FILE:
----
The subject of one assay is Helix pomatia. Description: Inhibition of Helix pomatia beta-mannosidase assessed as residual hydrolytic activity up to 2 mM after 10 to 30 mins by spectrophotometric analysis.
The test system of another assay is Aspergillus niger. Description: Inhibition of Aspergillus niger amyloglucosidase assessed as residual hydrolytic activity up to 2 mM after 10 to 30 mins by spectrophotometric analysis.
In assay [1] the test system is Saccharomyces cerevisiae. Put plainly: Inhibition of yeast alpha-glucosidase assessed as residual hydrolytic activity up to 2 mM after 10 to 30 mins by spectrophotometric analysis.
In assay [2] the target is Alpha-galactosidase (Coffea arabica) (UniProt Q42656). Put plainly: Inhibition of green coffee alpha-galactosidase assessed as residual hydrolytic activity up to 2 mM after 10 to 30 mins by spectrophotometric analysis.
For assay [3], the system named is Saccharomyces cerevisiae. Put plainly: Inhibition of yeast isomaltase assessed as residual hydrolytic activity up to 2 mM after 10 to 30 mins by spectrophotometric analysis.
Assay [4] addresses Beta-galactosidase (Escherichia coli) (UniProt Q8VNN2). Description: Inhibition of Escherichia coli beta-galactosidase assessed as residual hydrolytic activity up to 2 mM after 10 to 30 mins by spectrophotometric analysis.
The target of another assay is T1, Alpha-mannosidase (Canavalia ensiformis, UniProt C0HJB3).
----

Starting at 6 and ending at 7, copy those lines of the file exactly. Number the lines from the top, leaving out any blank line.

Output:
Assay [4] addresses Beta-galactosidase (Escherichia coli) (UniProt Q8VNN2). Description: Inhibition of Escherichia coli beta-galactosidase assessed as residual hydrolytic activity up to 2 mM after 10 to 30 mins by spectrophotometric analysis.
The target of another assay is T1, Alpha-mannosidase (Canavalia ensiformis, UniProt C0HJB3).